Among the supporters recognized at the gathering were 180’s closest community partners including: Jon Bon Jovi Soul Foundation, Faith and James Knight Foundation, Mr. and Mrs. William Luby, Mr. & Mrs. Philip D. Murphy, New Jersey Natural Gas, Dr. Robert and Joan Rechnitz and Verizon. With gratitude to these lead supporters and many others, 180 expressed appreciation to the donors whose generosity made possible the facility which is set to accept its first families later this month.
Pictured at the donor recognition event for the new 180 safe house are (from left to right) 180 Executive Director Anna Diaz-White with Lead Donors Cheryl Bliss, Fran Lobl, and Lisa Knight with the Faith & James Knight Foundation; Martha Delehanty and Andrew Testa from Verizon; Dorothea Bongiovi from the Jon Bon Jovi Soul Foundation; and Kathy Ellis from New Jersey Natural Gas.
The new safe house will accommodate twice as many families as the current facility so that more individuals and families from Monmouth County can be served. More than 400 families were turned away over the past five years because the capacity of the existing shelter couldn’t meet the community’s needs. Monmouth County continues to rank among the highest county in the state for police-reported domestic violence incidents. In New Jersey, an act of domestic violence happens every 7.29 minutes, and it is the largest cause of homelessness in the United States. The new shelter will be able to house 45 clients and children at one time, up from 25 at its current location.
180 Executive Director Anna Diaz-White lauded the work of Capital Campaign Chair Eileen O’Hern Luby, who passed the compliments to her entire committee. “This committee was instrumental in raising the money for this safe house” said Luby. “Our current shelter is safe and clean, but our new one is a real home. Ten years ago, (former Board of Trustee President) Phil Murphy said, ‘We can do better.’ And we have done better. We have done our job.”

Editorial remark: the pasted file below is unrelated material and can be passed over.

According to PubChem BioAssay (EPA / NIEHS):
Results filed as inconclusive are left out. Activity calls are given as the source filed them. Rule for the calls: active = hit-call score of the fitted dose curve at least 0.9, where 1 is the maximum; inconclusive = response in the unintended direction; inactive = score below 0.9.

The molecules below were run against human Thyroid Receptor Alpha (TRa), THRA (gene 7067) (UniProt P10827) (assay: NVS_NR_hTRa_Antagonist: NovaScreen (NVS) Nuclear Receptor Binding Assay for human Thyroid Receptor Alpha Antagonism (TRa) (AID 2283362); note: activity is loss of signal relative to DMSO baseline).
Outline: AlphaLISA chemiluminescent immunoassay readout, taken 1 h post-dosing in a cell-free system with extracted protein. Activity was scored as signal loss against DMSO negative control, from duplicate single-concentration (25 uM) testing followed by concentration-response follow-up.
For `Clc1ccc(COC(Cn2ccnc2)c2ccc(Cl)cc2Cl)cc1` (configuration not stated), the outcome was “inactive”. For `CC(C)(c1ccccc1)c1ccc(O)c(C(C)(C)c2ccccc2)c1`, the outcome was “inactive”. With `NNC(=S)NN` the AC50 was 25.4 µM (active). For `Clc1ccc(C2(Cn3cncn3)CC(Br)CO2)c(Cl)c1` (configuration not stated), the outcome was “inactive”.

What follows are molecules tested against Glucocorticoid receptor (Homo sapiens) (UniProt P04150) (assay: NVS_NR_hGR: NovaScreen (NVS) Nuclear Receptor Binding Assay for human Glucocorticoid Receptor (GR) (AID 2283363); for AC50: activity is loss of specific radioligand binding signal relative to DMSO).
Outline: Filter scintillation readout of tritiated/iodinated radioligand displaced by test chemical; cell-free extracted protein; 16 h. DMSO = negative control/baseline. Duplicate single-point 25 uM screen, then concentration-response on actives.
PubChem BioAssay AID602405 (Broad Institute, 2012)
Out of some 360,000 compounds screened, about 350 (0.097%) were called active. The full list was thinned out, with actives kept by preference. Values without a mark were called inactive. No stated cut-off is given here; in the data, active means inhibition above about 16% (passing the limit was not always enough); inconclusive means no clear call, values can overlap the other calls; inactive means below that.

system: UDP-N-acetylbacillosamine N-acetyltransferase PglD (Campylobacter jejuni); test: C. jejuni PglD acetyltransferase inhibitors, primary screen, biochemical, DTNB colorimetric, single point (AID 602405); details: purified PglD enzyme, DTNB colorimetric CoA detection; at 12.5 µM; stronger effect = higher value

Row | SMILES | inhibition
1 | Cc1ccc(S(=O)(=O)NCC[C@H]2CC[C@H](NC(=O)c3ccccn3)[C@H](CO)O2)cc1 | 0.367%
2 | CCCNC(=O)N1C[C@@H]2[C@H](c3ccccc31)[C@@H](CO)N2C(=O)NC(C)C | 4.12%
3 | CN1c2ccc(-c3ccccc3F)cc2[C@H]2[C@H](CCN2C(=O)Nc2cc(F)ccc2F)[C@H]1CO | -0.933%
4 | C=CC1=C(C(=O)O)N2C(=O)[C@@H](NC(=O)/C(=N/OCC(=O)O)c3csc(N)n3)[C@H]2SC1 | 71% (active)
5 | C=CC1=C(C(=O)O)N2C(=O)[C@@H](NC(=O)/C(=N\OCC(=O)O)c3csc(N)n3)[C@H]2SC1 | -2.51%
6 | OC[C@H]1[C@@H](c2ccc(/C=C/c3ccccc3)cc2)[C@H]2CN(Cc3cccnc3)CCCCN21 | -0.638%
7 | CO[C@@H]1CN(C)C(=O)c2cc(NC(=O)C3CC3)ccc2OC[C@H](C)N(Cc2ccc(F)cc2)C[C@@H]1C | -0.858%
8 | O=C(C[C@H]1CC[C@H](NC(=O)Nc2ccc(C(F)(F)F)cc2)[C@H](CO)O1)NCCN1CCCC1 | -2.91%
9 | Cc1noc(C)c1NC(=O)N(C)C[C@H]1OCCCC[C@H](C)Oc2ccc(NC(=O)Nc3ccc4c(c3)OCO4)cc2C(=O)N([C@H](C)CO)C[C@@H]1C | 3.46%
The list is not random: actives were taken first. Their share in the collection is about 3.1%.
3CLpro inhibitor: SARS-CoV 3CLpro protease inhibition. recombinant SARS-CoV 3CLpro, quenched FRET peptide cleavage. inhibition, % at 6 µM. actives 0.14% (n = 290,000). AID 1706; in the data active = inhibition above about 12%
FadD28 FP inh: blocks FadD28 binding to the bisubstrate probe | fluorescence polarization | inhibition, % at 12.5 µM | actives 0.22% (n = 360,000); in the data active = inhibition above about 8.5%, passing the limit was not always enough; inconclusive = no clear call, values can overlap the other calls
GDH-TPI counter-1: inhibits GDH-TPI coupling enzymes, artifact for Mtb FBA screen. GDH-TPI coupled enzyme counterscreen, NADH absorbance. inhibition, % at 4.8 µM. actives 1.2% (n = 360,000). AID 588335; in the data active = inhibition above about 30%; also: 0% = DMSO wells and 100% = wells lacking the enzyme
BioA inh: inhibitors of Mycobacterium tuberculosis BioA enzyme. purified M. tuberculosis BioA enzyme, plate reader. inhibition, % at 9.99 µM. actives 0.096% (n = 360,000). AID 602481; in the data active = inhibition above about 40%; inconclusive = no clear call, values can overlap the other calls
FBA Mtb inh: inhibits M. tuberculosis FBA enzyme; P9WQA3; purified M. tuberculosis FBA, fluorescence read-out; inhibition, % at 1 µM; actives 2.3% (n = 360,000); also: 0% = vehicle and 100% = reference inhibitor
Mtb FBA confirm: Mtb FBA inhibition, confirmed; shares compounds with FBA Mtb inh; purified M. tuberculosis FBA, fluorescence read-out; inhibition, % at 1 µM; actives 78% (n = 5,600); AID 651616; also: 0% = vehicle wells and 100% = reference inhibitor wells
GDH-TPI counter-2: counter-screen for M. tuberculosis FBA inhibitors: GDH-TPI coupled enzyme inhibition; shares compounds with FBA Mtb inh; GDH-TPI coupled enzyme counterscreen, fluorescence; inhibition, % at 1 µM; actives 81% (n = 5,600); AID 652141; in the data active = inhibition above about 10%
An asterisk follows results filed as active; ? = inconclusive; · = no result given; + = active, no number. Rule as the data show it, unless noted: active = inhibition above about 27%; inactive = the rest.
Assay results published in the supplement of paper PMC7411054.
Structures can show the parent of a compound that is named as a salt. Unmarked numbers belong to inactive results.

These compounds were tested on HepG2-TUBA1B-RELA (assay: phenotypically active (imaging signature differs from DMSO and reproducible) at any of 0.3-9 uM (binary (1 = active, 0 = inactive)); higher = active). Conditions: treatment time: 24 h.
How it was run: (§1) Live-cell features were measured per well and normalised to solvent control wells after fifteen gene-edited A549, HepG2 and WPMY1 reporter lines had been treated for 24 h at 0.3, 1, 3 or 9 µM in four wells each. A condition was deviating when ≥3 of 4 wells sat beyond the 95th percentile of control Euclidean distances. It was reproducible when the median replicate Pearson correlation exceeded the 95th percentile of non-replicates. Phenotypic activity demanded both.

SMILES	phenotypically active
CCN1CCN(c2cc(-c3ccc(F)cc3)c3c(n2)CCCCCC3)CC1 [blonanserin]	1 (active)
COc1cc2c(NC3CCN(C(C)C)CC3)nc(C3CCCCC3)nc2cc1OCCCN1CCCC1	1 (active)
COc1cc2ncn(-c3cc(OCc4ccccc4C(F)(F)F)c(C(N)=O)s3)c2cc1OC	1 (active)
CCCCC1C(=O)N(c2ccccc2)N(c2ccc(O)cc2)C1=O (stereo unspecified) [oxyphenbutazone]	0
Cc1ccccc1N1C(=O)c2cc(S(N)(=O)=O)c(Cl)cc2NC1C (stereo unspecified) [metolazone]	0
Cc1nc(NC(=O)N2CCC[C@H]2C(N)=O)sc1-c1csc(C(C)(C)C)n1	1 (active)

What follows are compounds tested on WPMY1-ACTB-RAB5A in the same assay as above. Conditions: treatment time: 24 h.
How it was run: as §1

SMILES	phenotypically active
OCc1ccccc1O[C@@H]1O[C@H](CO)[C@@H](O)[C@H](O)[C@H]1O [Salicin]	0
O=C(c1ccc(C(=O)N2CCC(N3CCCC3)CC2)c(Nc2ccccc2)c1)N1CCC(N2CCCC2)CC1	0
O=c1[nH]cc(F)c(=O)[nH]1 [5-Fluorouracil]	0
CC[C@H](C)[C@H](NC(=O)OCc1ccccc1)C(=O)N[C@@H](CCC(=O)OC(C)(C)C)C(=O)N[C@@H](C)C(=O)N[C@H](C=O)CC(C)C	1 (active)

“These families who will stay here deserve this new place to call home. They have gone through something horrific,” said 180 Board of Trustee President, Danielle Sherwood. “I am proud to be part of this agency that helps people during a really difficult time.”
“My staff and I do our jobs, but all of you at 180 motivated us to go above and beyond,” said Senator Joseph Kyrillos. “Congratulations to the 180 board and staff, and the greater community for coming together to create a great model for the rest of the state. You have done a tremendous community service.”
The reception honored the generosity of donors, the hard work of the architects and builders, and the dedication of the 180 Board of Trustees, employees and volunteers whose vision and determination brought this project to fruition. Ground was broken and construction of a new safe house began in November of 2014. The house features 12 individual family bedroom suites with private baths, communal kitchen, dining and living areas, laundry facilities, a teen “rec” room, two creative arts therapy studios, counseling rooms, a computer/library resource room, individual storage units for each family, outdoor playground and garden.
Late last year, two major fundraisers also helped contribute to the success of the safe house construction. The October premier classic motorcar show, Concours d’Elegance, led by Jeff Cruz of Rumson; followed by December’s “Hope 8 Concert” at the Count Basie Theater, hosted by Bobby Bandiera, both provided significant funding for the organization. While the safe house construction is now complete, additional funds are needed to finish furnishing the building, as well as to provide needed counseling, therapy, transportation, court assistance and other vital services that survivor families need to begin anew. 180’s upcoming 40th Anniversary Celebration, set for April 15, will help to raise funds to supplement the operational costs of the safe house and other vital 180 programs. For more information about making a tax-deductible contribution to 180 or to attend the fundraising event in April, contact Lynn Lucarelli, Director of Development, at email@example.com.
Story was written by 180 Turning Lives Around
NJ State statutes state that “Information which may identify the location of a shelter for victims of domestic violence shall not be deemed to be a public record.”